For better or worse email has become the gold standard of communications in our world. We use it to communicate not only with our superiors and coworkers, but also with family and friends. We use it for both professional and personal reasons and like any form of communication that has broadened out to the masses it has become misused.
Harvard Business Publishing has a well thought-out piece on writing email, that could also apply to blog writing. Most of it is common sense that has been repeated extensively in other articles, but repeating it is like the weeding that gardeners have to constantly engage in.
Most email (and blog) writing has moved beyond its original context as a form of formal communication to a more on-the-fly, asynchronous communication tool for those who do not want to engage in a conversation with the email recipient. In that venue, the recommendations proposed by the author David Silverman, may not totally apply, although, even some of his 10 points are worthwhile to consider.
But for formal communications that are going to two or more people, his points are invaluable.
1. Delete redundancies. Say it once. That's enough. If you're repetitive, the reader will stop reading and start skimming. (Like you probably just did.)
2. Use numbers and specifics instead of adverbs and adjectives. "The project is currently way behind schedule on major tasks," is not as clear as "The project is 3 weeks late delivering hamburger buns to Des Moines." (If you don't have numbers, still get rid of the adverbs and adjectives.)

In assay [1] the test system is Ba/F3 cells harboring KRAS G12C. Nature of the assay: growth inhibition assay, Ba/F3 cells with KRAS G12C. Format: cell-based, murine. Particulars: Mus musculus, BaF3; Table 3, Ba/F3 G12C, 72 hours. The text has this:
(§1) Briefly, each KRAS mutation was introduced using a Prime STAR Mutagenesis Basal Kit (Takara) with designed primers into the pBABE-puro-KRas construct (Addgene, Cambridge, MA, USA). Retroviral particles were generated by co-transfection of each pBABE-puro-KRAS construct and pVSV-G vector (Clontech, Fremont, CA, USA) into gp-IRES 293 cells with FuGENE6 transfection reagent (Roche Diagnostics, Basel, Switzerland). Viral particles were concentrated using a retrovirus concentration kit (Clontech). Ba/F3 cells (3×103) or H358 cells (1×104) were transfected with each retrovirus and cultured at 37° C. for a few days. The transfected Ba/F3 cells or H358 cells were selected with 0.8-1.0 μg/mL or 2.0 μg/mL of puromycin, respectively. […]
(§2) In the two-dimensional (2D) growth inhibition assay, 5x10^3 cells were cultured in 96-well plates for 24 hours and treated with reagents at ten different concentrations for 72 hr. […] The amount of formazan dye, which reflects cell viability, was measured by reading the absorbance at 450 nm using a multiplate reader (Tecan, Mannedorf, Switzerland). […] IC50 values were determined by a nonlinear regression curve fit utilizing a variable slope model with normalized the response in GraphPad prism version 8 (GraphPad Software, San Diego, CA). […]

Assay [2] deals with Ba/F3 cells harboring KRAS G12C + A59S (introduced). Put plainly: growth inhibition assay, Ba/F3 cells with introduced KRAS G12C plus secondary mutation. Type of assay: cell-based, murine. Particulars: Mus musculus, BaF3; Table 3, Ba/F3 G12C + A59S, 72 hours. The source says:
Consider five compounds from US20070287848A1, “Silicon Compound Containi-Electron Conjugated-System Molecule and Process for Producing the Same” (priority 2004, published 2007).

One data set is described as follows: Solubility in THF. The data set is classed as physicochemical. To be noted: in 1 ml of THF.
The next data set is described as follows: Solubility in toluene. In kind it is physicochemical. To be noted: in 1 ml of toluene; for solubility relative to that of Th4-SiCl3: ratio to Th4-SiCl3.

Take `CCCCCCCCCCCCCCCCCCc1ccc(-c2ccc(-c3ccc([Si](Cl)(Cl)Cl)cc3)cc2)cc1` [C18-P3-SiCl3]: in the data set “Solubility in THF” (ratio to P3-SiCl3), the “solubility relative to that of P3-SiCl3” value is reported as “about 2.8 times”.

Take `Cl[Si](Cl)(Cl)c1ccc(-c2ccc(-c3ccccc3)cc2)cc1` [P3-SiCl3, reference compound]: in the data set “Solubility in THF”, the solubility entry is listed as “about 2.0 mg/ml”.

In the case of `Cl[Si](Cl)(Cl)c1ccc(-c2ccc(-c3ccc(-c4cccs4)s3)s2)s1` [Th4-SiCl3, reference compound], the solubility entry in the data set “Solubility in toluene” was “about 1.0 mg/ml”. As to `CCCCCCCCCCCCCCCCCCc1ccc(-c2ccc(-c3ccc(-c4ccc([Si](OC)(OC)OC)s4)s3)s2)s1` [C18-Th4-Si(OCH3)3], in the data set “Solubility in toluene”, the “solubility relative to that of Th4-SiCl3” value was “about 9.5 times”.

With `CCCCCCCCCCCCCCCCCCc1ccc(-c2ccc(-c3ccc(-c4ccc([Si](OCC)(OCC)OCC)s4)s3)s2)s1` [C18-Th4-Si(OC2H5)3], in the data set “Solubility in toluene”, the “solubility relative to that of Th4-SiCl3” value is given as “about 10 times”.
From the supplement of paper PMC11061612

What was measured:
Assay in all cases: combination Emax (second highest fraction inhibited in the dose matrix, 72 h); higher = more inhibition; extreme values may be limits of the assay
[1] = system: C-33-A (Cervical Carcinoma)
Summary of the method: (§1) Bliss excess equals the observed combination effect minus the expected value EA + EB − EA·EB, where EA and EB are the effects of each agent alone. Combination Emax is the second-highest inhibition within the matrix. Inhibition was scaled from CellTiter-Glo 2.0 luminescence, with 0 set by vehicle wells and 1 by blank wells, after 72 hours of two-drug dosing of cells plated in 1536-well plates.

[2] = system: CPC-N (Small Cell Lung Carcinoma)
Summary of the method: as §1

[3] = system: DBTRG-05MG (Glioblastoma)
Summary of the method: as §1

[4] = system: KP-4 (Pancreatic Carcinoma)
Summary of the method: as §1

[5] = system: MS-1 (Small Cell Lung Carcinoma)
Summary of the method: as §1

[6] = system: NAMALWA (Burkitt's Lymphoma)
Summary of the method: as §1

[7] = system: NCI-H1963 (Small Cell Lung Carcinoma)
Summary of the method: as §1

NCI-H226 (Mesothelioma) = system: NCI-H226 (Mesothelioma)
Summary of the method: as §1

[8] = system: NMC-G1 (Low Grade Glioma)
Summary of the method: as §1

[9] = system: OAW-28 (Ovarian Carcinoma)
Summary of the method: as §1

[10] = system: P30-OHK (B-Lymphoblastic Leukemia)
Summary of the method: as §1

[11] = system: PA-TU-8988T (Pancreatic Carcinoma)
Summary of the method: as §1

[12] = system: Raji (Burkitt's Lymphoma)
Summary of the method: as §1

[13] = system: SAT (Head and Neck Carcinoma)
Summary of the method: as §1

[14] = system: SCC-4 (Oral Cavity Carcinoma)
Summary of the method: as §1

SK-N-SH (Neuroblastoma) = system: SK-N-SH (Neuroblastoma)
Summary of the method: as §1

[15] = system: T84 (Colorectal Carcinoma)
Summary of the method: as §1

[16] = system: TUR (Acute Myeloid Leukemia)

3. Add missing context. Does your reader know that hamburger buns in Iowa are required for the company to collect $37 million? If you're not sure, remind them.
4. Focus on the strongest argument. Should those hamburger buns get shipped because the delay is embarrassing for the company, because it's costing children their lunch, or because it's costing the company tens of millions of dollars? Maybe all three, but one of those reasons (and it depends on your reader) will be enough to get buns on the road.
5. Delete off-topic material. The best emails say one thing and say it clearly. One-subject emails also make it easier for the recipient to file the message once they've taken action, something anyone who uses Outlook to manage tasks appreciates.
6. Seek out equivocation and remove it. "It was the best of times, it was the worst of times" works for Dickens, not status reports.
7. Kill your favorites. Is something in your text particularly pithy, amusing, or clever? Chance are, it's not. If it sticks out, it's probably a tap-dancing gorilla in boxer shorts — hilarious when you thought of it, embarrassing when it gets in your manager's inbox.
8. Delete anything written in the heat of emotion. Will this sentence show them who's been right about the hamburger buns since the beginning? Yes? Cut it.
9. Shorten. Remember the reader struggling to digest your message on the run — a BlackBerry or an iPhone gets about 40 words per screen. What looks short on your desktop monitor is an epic epistle on their mobile device.
10. Give it a day. With time, what seemed so urgent may no longer need to be said. And one less email is something everyone will thank you for.
I recommend reading through the comments for additional observations about email etiquette.
Hat tip to Basil White for the Summarization flow chart shown in this post.